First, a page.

Did it impact your business at all?

MM: I think a lot of the people who already knew us had questions. It definitely increased our Twitter followings, but I think it was a lot of people wanting to gossip. I don't know if any of it correlated to business for the restaurant.

Well I'm glad you're all right.

KD: He's not walking around with a heel sticking out of his head.

MM: Whenever it closes, I'll let you know.

How did the critic process go?

MM: The only one we directly knew was happening was Bauer, and you know I mean we just tried to do what we would do with anybody, to make sure he gets a great experience.

AC: He came in within the first three months, kind of standard. I felt his review was nice. He had great things to say. I thought it was very well-written, and I would definitely invite him in to have a burger. He didn't have one on his visit.

He didn't have one?

AC: He had the sliders. He mentioned it online. Keeping people happy day to day is really what makes it all much better.

MM: I don't think any of the critics have been harsh or unfair. I know some restaurants don't always feel that way.

What are most excited about right now?

KD: I change the cocktail menu every three months, rotating seven to eight cocktails. Everyone is always excited for it. People are asking what I'm working on next. Fall and winter are coming on. We have a huge following for the darker spirits. Everyone loves rye, and dark rum, and whiskey in San Francisco.

MM: My favorite part is watching the bar guys geek out with the carbonated bottles. It's fun watching Kevin carbonate the world, you know bottled, carbonated Hanky Pankys.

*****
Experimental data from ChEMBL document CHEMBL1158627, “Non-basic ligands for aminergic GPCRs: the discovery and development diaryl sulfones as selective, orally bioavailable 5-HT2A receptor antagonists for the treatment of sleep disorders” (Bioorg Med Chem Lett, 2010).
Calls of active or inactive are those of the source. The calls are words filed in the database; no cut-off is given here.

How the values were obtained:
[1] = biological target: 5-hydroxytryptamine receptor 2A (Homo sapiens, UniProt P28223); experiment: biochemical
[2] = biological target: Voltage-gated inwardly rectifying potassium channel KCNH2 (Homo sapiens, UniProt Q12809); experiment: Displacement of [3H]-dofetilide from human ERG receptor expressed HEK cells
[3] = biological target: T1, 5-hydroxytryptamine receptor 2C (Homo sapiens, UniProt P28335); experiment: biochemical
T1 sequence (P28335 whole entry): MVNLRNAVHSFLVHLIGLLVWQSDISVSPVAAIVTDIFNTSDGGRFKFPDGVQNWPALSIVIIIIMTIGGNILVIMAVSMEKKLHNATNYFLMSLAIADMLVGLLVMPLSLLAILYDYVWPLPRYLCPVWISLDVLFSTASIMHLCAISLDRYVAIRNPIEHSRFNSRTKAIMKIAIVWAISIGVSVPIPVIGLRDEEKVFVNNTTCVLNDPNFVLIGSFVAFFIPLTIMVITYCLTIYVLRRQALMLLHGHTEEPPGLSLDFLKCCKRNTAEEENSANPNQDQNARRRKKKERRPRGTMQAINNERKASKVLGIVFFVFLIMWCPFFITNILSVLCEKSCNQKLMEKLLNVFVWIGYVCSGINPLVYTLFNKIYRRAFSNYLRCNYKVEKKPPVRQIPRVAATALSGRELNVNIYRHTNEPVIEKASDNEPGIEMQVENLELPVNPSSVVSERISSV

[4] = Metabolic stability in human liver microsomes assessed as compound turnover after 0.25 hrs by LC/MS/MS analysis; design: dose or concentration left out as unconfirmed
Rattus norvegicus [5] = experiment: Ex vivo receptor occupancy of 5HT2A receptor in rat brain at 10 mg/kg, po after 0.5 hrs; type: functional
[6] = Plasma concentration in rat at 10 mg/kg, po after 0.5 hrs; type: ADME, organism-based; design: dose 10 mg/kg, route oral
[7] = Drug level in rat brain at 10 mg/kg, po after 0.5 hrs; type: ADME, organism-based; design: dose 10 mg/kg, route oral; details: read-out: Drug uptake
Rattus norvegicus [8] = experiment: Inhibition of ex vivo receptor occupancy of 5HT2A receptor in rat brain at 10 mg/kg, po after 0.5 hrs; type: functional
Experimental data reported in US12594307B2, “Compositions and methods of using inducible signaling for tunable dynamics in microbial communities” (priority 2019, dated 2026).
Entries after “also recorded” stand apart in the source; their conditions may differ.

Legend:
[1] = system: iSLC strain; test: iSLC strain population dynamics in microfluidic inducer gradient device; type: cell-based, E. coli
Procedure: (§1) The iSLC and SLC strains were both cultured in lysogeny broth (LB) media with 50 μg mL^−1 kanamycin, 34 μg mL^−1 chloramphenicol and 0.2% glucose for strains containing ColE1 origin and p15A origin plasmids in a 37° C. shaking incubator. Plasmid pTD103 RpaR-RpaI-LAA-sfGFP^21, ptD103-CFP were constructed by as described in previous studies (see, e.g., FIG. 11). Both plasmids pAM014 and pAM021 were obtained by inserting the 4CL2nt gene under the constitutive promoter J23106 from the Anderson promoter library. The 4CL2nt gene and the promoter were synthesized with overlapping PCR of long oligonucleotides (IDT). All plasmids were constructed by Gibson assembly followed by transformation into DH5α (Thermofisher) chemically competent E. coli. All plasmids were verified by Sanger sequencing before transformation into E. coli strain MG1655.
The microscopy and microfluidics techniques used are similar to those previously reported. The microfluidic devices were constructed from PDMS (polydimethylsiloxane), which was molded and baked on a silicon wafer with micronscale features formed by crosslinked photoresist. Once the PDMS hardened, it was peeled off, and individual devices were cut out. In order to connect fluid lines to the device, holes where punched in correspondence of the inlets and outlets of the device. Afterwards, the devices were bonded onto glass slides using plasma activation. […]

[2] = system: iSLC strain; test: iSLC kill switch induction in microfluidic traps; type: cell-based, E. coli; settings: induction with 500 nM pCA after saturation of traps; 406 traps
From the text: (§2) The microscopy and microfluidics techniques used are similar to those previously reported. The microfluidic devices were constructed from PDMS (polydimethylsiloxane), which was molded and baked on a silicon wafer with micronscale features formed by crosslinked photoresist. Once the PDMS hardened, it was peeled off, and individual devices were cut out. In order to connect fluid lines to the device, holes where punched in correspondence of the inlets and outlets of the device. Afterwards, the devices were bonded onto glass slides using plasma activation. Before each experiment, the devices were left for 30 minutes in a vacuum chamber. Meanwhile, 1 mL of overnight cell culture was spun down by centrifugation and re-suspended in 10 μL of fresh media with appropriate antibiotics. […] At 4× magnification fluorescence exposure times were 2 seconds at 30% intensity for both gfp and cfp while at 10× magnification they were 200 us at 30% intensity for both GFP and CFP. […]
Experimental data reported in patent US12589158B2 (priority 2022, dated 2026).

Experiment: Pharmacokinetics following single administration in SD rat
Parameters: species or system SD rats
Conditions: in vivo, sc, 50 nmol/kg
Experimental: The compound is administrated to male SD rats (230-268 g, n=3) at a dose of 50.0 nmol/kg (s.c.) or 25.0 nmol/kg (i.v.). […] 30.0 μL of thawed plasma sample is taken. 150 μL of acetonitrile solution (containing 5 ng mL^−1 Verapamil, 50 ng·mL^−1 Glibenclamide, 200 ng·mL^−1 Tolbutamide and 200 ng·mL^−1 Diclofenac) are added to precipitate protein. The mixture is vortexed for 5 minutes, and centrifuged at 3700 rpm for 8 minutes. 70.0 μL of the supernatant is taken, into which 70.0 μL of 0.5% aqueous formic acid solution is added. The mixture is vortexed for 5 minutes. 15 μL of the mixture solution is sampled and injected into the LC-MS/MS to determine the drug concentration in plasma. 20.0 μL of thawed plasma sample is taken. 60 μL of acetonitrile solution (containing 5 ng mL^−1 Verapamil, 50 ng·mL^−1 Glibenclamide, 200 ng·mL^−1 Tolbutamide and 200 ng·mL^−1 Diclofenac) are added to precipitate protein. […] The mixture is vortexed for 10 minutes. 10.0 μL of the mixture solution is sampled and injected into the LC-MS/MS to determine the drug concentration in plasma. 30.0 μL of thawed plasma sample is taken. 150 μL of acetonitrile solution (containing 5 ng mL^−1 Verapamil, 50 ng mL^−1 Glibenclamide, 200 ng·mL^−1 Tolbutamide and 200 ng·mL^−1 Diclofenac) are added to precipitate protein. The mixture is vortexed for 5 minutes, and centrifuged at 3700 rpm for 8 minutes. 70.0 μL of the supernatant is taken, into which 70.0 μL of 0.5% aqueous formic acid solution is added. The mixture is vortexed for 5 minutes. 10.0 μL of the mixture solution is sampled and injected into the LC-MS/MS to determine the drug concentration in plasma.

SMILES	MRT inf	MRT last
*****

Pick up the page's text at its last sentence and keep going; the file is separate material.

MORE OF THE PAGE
Are you the only one doing that?

KD: Right now I'm the only one who is doing it to anything on the menu. I had a drink ticket the other month that was like carbonated Manhattan, carbonated Aviation, carbonated Sazerac.

Does it affect the proportions of the cocktail?

KD: I find sugar cocktails you have to watch because the carbonation definitely cuts down on sweetness.

AC: Foodwise we've gone from just grilling our chicken breast to sous vide. It's for our salads.

KD: Best chicken in the city.

AC: We just added a salt cod corn dog. We're doing caramel popcorn for dessert and we throw a little Jasper's tattoo in there for fun, kind of like Cracker Jacks. Our main goal is to have fun on the menu.

What else is on tap?

KD: I actually just took the rest of our Hanky Panky that was on tap and shoved it in a rye barrel. In about two months it'll be our first barrel-aged cocktail, just in time for the fall menu.

You all seem super to work well together. What's the key?

MM: We take everything we do seriously, including having fun. If a new idea doesn't work, at least we have fun screwing around with it, and if it does work we may stumble on something really cool.

· All Jasper's Corner Tap Coverage [~ ESF ~]

Jasper's Corner Tap and Kitchen

401 Taylor Street, , CA 94102 (415) 775-7979 Visit Website

Jasper's Corner Tap

401 Taylor Street, San Francisco, CA